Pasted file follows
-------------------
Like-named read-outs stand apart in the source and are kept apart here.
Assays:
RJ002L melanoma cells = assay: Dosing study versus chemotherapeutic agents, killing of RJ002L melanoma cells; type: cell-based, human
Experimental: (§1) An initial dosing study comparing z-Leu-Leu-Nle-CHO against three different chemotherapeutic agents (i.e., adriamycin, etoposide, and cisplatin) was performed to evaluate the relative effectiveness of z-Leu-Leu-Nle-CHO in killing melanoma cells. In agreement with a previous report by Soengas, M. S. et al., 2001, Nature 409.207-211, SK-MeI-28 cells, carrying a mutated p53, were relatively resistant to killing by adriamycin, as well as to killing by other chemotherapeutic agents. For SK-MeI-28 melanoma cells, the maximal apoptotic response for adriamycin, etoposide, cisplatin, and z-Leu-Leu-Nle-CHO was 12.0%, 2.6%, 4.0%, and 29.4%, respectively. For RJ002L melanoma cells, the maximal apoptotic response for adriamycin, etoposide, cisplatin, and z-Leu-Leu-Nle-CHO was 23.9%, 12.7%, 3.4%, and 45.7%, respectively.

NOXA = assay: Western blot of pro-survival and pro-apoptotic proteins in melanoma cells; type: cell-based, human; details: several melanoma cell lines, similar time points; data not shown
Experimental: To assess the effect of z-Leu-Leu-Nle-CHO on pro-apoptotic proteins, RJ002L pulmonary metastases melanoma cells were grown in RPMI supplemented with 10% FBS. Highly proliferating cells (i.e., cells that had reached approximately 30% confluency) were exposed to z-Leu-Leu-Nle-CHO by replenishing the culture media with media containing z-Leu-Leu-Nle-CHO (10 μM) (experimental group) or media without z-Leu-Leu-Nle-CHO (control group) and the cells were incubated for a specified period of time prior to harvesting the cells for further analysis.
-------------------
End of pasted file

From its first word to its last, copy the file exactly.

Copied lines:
Like-named read-outs stand apart in the source and are kept apart here.
Assays:
RJ002L melanoma cells = assay: Dosing study versus chemotherapeutic agents, killing of RJ002L melanoma cells; type: cell-based, human
Experimental: (§1) An initial dosing study comparing z-Leu-Leu-Nle-CHO against three different chemotherapeutic agents (i.e., adriamycin, etoposide, and cisplatin) was performed to evaluate the relative effectiveness of z-Leu-Leu-Nle-CHO in killing melanoma cells. In agreement with a previous report by Soengas, M. S. et al., 2001, Nature 409.207-211, SK-MeI-28 cells, carrying a mutated p53, were relatively resistant to killing by adriamycin, as well as to killing by other chemotherapeutic agents. For SK-MeI-28 melanoma cells, the maximal apoptotic response for adriamycin, etoposide, cisplatin, and z-Leu-Leu-Nle-CHO was 12.0%, 2.6%, 4.0%, and 29.4%, respectively. For RJ002L melanoma cells, the maximal apoptotic response for adriamycin, etoposide, cisplatin, and z-Leu-Leu-Nle-CHO was 23.9%, 12.7%, 3.4%, and 45.7%, respectively.

NOXA = assay: Western blot of pro-survival and pro-apoptotic proteins in melanoma cells; type: cell-based, human; details: several melanoma cell lines, similar time points; data not shown
Experimental: To assess the effect of z-Leu-Leu-Nle-CHO on pro-apoptotic proteins, RJ002L pulmonary metastases melanoma cells were grown in RPMI supplemented with 10% FBS. Highly proliferating cells (i.e., cells that had reached approximately 30% confluency) were exposed to z-Leu-Leu-Nle-CHO by replenishing the culture media with media containing z-Leu-Leu-Nle-CHO (10 μM) (experimental group) or media without z-Leu-Leu-Nle-CHO (control group) and the cells were incubated for a specified period of time prior to harvesting the cells for further analysis.